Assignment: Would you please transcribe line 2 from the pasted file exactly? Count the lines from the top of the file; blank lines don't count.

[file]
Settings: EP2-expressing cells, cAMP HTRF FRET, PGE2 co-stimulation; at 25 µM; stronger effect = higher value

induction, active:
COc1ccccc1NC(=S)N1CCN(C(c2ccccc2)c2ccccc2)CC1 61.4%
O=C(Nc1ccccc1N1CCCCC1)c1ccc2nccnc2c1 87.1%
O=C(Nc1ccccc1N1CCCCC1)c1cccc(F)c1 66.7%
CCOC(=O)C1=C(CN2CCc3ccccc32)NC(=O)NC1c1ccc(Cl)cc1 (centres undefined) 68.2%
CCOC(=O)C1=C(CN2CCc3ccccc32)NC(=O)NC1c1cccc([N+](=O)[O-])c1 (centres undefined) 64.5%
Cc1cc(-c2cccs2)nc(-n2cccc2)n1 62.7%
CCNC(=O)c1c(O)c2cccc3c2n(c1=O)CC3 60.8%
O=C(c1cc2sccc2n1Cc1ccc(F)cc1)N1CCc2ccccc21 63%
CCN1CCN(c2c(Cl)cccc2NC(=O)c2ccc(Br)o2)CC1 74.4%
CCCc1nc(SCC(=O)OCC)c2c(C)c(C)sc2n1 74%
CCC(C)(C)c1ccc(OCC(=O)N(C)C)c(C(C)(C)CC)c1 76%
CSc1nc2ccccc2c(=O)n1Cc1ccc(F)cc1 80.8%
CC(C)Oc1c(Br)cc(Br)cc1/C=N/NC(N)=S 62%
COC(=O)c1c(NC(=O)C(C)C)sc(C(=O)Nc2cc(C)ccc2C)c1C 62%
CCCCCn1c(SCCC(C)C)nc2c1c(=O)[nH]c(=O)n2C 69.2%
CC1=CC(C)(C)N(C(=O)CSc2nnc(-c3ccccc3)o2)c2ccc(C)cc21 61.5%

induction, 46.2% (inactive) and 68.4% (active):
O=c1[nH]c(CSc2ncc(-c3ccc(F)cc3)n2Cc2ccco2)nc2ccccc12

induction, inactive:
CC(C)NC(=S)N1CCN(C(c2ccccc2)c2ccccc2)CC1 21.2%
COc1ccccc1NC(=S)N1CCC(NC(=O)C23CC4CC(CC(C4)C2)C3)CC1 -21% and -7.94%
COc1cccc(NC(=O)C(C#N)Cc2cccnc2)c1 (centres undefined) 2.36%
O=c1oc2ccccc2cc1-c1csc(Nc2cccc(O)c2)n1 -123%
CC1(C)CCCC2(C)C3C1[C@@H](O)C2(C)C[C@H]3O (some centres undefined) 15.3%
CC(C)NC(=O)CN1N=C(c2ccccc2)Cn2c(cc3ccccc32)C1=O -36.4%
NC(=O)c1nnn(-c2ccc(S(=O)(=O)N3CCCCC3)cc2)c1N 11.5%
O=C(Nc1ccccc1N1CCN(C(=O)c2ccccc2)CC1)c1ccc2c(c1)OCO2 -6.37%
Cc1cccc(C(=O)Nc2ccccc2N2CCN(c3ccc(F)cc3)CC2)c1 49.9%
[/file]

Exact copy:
induction, active: